Bird’s Eye: Well, Abbas is gambling on the UN, as he prepares the proposal. It’s clear he has the votes, just as it’s clear the US will veto the proposal in the Security Council. (The US said it will veto the Palestinian proposal “to help Palestine form a genuine state”. We’re not making this up.) We offer perspectives on this proposal from Turkey, Saudi Arabia, Israel, Rabbi Lerner in the US… and a fascinating theory what will happen afterwards.
* Turkish Leader Urges Vote for Palestinian Statehood New York Times
Capitalizing on Turkey’s growing stature and influence across the Middle East at a time of regional upheaval, its prime minister ramped up the pressure onIsrael and the United States on Tuesday, telling Arab League ministers they must vote for Palestinian statehood at the United Nations this month.
“Recognition of the Palestinian state is the only correct way,” the prime minister, Recep Tayyip Erdogan, said in a speech to members of Arab League in Cairo on the second day of his so-called “Arab Spring” tour. “It is not a choice but an obligation.”
Mr. Erdogan’s support of Palestinian statehood was certainly no surprise. But the commanding tone of his message, coupled with his increasingly hostile attitude toward Israel — which once considered Turkey its close friend — underscored how Turkey has now cast itself as a leader in the region.
The United States must back a Palestinian bid for UN recognition of statehood or risk becoming “toxic” in the Arab world and forcing a split with ally Saudi Arabia, a top Saudi diplomat warned Monday. If Washington imposes its veto when the Palestinians seek to become the 194th member state of the United Nations then “Saudi Arabia would no longer be able to cooperate with America in the same way it historically has,” former Saudi ambassador to the United States, Prince Turki al-Faisal wrote.
He warned in a commentary in the The New York Times that a US veto would see American influence decline, “Israeli security undermined and Iran will be empowered, increasing the chances of another war in the region.The ‘special relationship’ between Saudi Arabia and the United States would increasingly be seen as toxic by the vast majority of Arabs and Muslims, who demand justice for the Palestinian people.”
* Ten Reasons Palestine Is Right To Bring Its Case To The UN Bradley Burston, Haaretz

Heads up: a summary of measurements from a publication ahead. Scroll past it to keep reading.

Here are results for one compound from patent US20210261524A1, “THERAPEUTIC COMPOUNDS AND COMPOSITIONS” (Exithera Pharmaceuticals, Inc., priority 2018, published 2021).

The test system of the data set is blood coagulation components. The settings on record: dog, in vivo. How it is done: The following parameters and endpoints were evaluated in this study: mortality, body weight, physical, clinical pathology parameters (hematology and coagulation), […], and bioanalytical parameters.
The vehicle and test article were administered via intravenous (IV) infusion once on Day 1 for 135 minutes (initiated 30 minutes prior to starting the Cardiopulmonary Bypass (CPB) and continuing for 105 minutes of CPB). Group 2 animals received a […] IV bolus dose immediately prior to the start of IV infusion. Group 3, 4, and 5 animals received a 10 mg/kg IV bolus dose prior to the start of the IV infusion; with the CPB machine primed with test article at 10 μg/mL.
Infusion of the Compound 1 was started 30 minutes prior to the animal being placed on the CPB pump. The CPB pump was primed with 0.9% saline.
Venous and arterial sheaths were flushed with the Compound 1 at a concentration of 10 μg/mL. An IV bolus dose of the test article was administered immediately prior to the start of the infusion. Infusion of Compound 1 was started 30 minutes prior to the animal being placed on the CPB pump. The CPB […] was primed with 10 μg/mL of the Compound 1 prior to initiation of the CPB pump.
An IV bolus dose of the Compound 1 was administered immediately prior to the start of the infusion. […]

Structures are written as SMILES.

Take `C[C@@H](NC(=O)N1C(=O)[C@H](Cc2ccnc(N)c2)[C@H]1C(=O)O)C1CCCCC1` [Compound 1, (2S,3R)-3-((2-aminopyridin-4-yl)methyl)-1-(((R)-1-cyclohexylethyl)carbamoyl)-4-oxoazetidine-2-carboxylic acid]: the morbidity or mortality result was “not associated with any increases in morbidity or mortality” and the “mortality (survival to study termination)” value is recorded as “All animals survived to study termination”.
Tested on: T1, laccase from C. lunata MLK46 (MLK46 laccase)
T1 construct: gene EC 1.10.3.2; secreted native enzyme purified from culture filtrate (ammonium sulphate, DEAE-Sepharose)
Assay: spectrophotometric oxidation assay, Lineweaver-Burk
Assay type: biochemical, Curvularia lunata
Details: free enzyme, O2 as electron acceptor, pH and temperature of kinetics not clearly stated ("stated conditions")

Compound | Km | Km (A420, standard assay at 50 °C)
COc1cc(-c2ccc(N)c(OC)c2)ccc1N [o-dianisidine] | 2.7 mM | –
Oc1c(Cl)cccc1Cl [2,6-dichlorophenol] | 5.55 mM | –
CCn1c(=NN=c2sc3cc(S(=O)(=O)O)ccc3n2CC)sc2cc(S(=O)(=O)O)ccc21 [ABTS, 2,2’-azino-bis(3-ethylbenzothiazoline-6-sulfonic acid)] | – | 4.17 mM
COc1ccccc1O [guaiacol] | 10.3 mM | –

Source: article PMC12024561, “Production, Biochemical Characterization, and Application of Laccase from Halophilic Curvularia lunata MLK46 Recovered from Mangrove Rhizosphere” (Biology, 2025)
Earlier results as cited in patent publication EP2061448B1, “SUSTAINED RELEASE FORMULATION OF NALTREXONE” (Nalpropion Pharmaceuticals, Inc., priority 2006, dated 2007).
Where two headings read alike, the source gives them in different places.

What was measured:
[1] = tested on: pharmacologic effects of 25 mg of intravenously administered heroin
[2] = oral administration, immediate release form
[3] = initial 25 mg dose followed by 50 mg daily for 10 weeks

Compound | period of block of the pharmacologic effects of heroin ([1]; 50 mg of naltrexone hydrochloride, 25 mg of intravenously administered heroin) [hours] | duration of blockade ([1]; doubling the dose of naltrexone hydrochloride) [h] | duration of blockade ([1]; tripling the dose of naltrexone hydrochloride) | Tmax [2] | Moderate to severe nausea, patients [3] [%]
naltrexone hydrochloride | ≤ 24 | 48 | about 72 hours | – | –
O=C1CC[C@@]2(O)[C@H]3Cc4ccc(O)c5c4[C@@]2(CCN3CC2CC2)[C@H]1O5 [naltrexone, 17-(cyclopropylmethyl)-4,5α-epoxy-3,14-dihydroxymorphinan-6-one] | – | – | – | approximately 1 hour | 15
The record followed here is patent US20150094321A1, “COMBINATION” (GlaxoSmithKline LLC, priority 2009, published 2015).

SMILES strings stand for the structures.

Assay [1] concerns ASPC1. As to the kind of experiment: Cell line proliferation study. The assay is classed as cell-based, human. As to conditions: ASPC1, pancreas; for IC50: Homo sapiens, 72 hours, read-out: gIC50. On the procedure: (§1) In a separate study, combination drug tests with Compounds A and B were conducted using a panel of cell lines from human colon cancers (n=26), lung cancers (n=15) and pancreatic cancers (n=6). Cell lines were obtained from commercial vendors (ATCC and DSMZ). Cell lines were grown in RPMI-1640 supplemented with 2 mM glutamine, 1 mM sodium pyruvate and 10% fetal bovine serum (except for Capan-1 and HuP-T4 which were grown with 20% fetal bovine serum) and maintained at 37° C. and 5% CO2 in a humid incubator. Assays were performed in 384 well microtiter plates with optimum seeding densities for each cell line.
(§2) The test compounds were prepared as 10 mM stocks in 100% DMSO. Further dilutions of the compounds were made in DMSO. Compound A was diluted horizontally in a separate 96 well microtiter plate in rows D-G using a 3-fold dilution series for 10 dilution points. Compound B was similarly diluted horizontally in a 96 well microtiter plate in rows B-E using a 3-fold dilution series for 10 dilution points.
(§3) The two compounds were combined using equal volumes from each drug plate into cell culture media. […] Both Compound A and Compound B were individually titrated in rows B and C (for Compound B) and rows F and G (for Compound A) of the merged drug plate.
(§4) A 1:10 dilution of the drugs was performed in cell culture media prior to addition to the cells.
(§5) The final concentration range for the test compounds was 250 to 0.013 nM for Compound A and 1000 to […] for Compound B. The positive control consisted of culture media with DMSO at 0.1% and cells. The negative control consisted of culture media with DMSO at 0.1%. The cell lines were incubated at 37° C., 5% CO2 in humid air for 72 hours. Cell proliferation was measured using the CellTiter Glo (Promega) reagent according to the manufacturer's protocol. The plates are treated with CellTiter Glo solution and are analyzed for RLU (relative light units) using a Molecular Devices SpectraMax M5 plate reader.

Here are ten reasons that Abu Mazen’s Hail Mary route at the UN may succeed after all:
1. It restores the issue of Palestine from the back-burner to the world’s biggest stage, without resort to violence. The UN move has already compelled all relevant parties to the conflict to re-examine long-accustomed and long-stymied tactics and mindsets….
2. It conveys the concept of Palestine as a nation, living alongside Israel as a member of the community of nations, acknowledging the primacy of the UN as a forum for state-to-state airing of disputes. This stands in stark contrast to the loose-cannon guerrilla band image cultivated by Yasser Arafat in his 1974 address to the General Assembly (“Today I have come bearing an olive branch and a freedom-fighter’s gun. Do not let the olive branch fall from my hand. I repeat …”), which gave no quarter to the existence of an independent Israel.
* Both Recognize Palestine AND Re-affirm Israel’s Right to Exist as a Jewish State. Rabbi Michael Lerner, Tikkun magazine
A far wiser strategy is for the U.S. (even better, with Israel) to introduce a resolution to the Security Council providing full membership in the U.N. to Palestine while simultaneously reaffirming Israel’s right to exist as a Jewish state. Both sides win. Israel will feel less isolated, and Palestinians will get full instead of the only partial and largely symbolic membership in the U.N. it could get from the General Assembly once the U.S. vetoes membership in a Security Council resolution.
* Palestine: Plan B Strenger Haaretz
If the UN bid does not yield any tangible results, the Palestinian leadership may seriously consider dissolving the Palestinian Authority, and the West Bank, once again, will be Israel’s responsibility. The implications are enormous both economically and politically.
In that event, the Palestinians are then likely to turn to the UN with a new request: They will claim that after 44 years of occupation, they are de facto residents under Israeli sovereignty, and should therefore receive Israeli citizenship. This scenario is likely to be the de facto burial of the two-state solution: What would the current Israeli coalition do under such circumstances?